May your happiness increase!

FACING THE MUSIC: EHUD ASHERIE, DAVID WONG, AARON KIMMEL: JAZZ AT THE KITANO (March 4, 2015)

An ideal evening in New York — or anywhere else — with the brilliant pianist / composer Ehud Asherie and his expert friends, David Wong, string bass; Aaron Kimmel, drums.  This mini-concert took place at Jazz at the Kitano on March 4, 2015.

Songhounds will notice that Ehud currently draws much of his inspiration from songs written before 1945, but that his approach is wide-ranging, “modern” yet lyrical and deeply respectful of the original inspirations. He can offer a lovely classical tribute to a jazz set-piece (as in the deliriously fine Waller interlude below) but he is not only a conservator of traditions.

Ehud never reduces a song to a stark harmonic formula; rather, he opens its doors and plays around inside and outside of it. The trio swings assertively but cheerfully; this is endearing and engaging music.

A well-deserved nod to Fred and Ginger and those glorious films, LET’S FACE THE MUSIC AND DANCE:

A whimsically titled but emotionally kind original, THE WELL-EDUCATED MOTH (Ehud explains it all):

The very tender Eubie Blake – Noble Sissle love ballad in swingtime, A DOLLAR FOR A DIME:

For this, our tour  guides are Kenny Davern, Dick Wellstood, Duke Ellington, and [stowing away in the hold] James P. Johnson — the accurately titled FAST AS A BASTARD:

Ehud’s Brazilian souvenir, SAMBA DE GRINGO:

His brilliant solo excursion into the Land O’Waller, AFRICAN RIPPLES / VIPER’S DRAG:

Who remembers Vincent Youmans?  Ehud does: FLYING DOWN TO RIO:

The Ralph Rainger / Leo Robin THANKS FOR THE MEMORY is most often played at an appropriately mournful tempo, but Ehud gives it a kind of jaunty wave as he and the trio say “Bye now!”:

And we come back to Berlin and Astaire for TOP HAT, WHITE TIE AND TAILS:

Jazz at the Kitano happens regularly in a comfortable space in the Kitano Hotel (66 Park Avenue in New York City) — worth the trip!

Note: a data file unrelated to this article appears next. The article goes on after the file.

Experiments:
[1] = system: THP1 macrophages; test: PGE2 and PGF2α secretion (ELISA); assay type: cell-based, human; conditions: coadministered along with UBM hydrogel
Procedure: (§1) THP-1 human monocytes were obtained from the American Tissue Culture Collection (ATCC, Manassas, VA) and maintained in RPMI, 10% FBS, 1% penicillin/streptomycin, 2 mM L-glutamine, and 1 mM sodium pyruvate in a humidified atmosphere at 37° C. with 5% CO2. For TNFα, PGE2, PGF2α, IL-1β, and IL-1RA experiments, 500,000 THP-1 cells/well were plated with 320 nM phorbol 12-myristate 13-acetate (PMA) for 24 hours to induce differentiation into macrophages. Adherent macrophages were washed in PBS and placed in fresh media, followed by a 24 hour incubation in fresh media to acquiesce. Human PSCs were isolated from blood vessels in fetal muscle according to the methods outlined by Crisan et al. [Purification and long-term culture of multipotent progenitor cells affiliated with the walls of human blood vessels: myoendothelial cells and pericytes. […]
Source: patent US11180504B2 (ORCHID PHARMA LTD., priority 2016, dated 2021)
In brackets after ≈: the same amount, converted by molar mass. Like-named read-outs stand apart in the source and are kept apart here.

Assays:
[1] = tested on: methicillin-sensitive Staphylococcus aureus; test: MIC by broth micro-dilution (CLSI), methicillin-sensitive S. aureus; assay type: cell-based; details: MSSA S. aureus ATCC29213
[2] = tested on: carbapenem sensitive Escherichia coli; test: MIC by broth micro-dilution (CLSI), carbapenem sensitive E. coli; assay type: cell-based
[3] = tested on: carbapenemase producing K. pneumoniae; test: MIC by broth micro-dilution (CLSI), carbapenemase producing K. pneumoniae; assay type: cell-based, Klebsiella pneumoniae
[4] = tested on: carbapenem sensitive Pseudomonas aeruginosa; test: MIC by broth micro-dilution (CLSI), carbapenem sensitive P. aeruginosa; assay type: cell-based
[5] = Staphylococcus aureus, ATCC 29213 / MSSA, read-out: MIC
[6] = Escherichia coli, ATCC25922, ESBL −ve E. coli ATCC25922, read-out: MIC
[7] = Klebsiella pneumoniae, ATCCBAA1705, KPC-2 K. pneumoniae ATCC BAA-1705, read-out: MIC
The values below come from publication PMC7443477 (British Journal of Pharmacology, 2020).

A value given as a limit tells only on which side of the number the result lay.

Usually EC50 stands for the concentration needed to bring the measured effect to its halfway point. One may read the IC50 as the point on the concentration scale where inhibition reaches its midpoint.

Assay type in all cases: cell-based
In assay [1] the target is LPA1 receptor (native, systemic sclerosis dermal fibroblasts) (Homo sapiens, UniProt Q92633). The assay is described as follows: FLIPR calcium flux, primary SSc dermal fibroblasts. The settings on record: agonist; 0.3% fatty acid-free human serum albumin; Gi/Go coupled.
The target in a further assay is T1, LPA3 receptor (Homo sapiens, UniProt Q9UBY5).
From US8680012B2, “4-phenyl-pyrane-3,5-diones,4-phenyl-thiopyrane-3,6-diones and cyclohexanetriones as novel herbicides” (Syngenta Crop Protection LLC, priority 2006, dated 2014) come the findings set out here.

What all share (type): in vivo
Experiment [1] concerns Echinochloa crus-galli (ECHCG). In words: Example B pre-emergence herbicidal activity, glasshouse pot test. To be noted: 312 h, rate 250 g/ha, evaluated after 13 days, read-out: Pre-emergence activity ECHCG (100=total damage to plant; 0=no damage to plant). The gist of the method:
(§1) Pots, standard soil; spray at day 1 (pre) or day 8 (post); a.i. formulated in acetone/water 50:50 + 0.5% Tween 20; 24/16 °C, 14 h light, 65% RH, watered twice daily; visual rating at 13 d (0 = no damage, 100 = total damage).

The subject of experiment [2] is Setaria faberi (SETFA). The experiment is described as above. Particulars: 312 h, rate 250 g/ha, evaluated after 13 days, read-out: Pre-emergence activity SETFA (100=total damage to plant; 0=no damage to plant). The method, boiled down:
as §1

Thanks to Ehud, David, Aaron, our friend Maggie Condon, and the durable Gino Moratti, who helps good things like this to happen — always.

May your happiness increase!

UP IN THE CLOUDS with EHUD ASHERIE and JOEL FORBES at MEZZROW (Sept. 23, 2014)

Ehud Asherie has always been one of the most brilliant pianists, wherever you find him, with a witty imagination and a racing car driver’s ability to change course, creating elaborate sound-constructions as he goes.  At the remarkable new jazz club Mezzrow (163 West Tenth Street, Greenwich Village, New York City) on September 23, 2014, Ehud and the eloquently swinging bassist Joel Forbes played a few songs before bringing on Rebecca Kilgore.

This cinematic fantasia on Vincent Youmans’ FLYING DOWN TO RIO — a twisting steeplechase of a song — stays in my memory as a virtuosic display worthy of Bud Powell and a whole generation of swinging pianists:

And, if you haven’t seen it recently, here is the actual “pre-Code” aviation fantasy, from the 1933 RKO film of the same name — with Fred Astaire and Ginger Rogers, although they weren’t yet paired:

Incidentally, if Mezzrow seems a cozy, welcoming room with a fine piano and glorious sound — all of these perceptions are correct.

May your happiness increase!

UNDERCOVER SWING SESSION: THE GRAND STREET STOMPERS (TRIO) at THE CUPPING ROOM CAFE (Oct. 3, 2012): GORDON AU, MOLLY RYAN, NICK RUSSO, ROB ADKINS, DAN LEVINSON

I don’t mean that my title should be taken entirely seriously, but the music that Gordon Au’s Grand Street Stompers made at the Cupping Room Cafe (359 West Boardway) on the first Wednesday in September and October gives me pause.  I really feel like a restaurant critic who has discovered a new place where the food is tasty, fresh, inexpensive, surprising — and then has a moral dilemma.  Does (s)he share this knowledge with the world, knowing that it will then be impossible to get a table?  Or should I keep this information quiet?  The CRC is a lovely place to hear music, reasonably quiet, with a very attentive staff and a good menu . . . so perhaps you can tell a few people, but only those who are truly worthy.  You’ll have to decide.

This was the Grand Street Stompers Trio — Gordon, cornet, compositions, arrangements; Nick Russo, guitar, banjo; Rob Adkins, string bass (hear his intonation! so splendid!); Molly Ryan, vocals; Dan Levinson, guest star / reedman.

For now, here are some wondrous highlights of the October 3 evening

MY LITTLE BIMBO is a song I’ve only heard a few bands do — John Gill sings it memorably.  Gordon’s lovely, loping reinvention is MY LITTLE BIMBO GOES CALYPSO:

PAVONIS is connected to the beautiful bird, the peacock — one of Gordon’s haunting compositions:

Molly joined in for a typically lilting GOODNIGHT, MY LOVE:

She then backtracked through the musical romance with LOVE IS JUST AROUND THE CORNER:

And she then offered Berlin’s very wistful series of love-questions, HOW DEEP IS THE OCEAN?:

Gordon’s BROOKLYNBERG RAG is one of his new / old tunes — consistently surprising, twisting and free from cliche: